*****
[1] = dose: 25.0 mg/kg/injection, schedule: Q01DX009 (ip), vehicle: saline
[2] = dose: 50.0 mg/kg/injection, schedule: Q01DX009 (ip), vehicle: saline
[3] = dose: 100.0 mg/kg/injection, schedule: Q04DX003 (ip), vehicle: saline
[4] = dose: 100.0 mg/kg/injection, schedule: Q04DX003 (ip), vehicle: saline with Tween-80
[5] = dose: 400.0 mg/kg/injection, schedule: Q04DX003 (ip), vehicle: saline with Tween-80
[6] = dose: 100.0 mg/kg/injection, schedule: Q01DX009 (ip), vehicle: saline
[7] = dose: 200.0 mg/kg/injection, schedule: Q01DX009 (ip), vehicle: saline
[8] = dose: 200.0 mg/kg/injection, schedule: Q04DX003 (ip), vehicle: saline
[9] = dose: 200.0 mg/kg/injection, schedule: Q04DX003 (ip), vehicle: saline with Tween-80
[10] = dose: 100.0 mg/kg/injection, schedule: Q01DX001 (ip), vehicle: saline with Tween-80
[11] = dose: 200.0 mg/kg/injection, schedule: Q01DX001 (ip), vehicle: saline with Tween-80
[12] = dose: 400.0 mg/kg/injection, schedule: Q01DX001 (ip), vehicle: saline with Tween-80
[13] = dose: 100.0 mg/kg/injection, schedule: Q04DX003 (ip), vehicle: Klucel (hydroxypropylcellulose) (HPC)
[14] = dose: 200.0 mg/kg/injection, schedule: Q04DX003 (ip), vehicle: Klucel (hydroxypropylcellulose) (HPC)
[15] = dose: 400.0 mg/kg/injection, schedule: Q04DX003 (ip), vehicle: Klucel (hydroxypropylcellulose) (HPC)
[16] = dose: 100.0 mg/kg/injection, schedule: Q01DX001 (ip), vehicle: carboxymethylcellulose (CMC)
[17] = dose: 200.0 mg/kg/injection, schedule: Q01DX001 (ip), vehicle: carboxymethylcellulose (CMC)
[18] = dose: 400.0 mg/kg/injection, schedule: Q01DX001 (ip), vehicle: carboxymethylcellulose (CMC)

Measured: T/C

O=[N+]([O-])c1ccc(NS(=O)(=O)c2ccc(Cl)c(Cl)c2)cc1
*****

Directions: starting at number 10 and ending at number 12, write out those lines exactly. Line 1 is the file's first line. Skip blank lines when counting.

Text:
[10] = dose: 100.0 mg/kg/injection, schedule: Q01DX001 (ip), vehicle: saline with Tween-80
[11] = dose: 200.0 mg/kg/injection, schedule: Q01DX001 (ip), vehicle: saline with Tween-80
[12] = dose: 400.0 mg/kg/injection, schedule: Q01DX001 (ip), vehicle: saline with Tween-80